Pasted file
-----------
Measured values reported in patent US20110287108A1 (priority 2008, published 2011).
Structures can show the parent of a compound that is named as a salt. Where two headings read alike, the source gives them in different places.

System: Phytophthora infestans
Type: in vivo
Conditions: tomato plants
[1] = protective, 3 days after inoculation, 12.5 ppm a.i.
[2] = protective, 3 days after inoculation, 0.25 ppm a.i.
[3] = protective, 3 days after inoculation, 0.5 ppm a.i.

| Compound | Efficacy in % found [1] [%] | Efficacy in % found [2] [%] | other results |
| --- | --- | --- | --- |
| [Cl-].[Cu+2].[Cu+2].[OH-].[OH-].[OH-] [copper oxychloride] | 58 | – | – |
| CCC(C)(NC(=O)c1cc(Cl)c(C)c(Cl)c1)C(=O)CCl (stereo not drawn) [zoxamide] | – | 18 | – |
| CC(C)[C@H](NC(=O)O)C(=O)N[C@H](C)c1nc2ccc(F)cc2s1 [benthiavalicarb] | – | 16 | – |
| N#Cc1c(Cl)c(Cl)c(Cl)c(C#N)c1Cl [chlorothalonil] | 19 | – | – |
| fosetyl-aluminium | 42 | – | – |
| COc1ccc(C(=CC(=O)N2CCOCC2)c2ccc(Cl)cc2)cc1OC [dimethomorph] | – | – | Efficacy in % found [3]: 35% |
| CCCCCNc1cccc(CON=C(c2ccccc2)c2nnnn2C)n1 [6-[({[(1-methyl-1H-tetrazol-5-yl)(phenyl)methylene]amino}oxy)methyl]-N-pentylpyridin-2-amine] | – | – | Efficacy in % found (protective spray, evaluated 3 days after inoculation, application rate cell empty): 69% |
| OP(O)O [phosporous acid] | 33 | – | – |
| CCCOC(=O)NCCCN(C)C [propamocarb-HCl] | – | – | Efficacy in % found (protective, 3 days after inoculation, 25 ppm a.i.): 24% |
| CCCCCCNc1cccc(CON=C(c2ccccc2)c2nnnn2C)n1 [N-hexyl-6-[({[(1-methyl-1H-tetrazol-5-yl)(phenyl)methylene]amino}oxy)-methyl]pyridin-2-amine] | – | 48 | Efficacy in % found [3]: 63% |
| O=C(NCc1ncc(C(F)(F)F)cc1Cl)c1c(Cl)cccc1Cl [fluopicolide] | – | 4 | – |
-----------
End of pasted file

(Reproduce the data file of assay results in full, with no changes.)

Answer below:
Measured values reported in patent US20110287108A1 (priority 2008, published 2011).
Structures can show the parent of a compound that is named as a salt. Where two headings read alike, the source gives them in different places.

System: Phytophthora infestans
Type: in vivo
Conditions: tomato plants
[1] = protective, 3 days after inoculation, 12.5 ppm a.i.
[2] = protective, 3 days after inoculation, 0.25 ppm a.i.
[3] = protective, 3 days after inoculation, 0.5 ppm a.i.

| Compound | Efficacy in % found [1] [%] | Efficacy in % found [2] [%] | other results |
| --- | --- | --- | --- |
| [Cl-].[Cu+2].[Cu+2].[OH-].[OH-].[OH-] [copper oxychloride] | 58 | – | – |
| CCC(C)(NC(=O)c1cc(Cl)c(C)c(Cl)c1)C(=O)CCl (stereo not drawn) [zoxamide] | – | 18 | – |
| CC(C)[C@H](NC(=O)O)C(=O)N[C@H](C)c1nc2ccc(F)cc2s1 [benthiavalicarb] | – | 16 | – |
| N#Cc1c(Cl)c(Cl)c(Cl)c(C#N)c1Cl [chlorothalonil] | 19 | – | – |
| fosetyl-aluminium | 42 | – | – |
| COc1ccc(C(=CC(=O)N2CCOCC2)c2ccc(Cl)cc2)cc1OC [dimethomorph] | – | – | Efficacy in % found [3]: 35% |
| CCCCCNc1cccc(CON=C(c2ccccc2)c2nnnn2C)n1 [6-[({[(1-methyl-1H-tetrazol-5-yl)(phenyl)methylene]amino}oxy)methyl]-N-pentylpyridin-2-amine] | – | – | Efficacy in % found (protective spray, evaluated 3 days after inoculation, application rate cell empty): 69% |
| OP(O)O [phosporous acid] | 33 | – | – |
| CCCOC(=O)NCCCN(C)C [propamocarb-HCl] | – | – | Efficacy in % found (protective, 3 days after inoculation, 25 ppm a.i.): 24% |
| CCCCCCNc1cccc(CON=C(c2ccccc2)c2nnnn2C)n1 [N-hexyl-6-[({[(1-methyl-1H-tetrazol-5-yl)(phenyl)methylene]amino}oxy)-methyl]pyridin-2-amine] | – | 48 | Efficacy in % found [3]: 63% |
| O=C(NCc1ncc(C(F)(F)F)cc1Cl)c1c(Cl)cccc1Cl [fluopicolide] | – | 4 | – |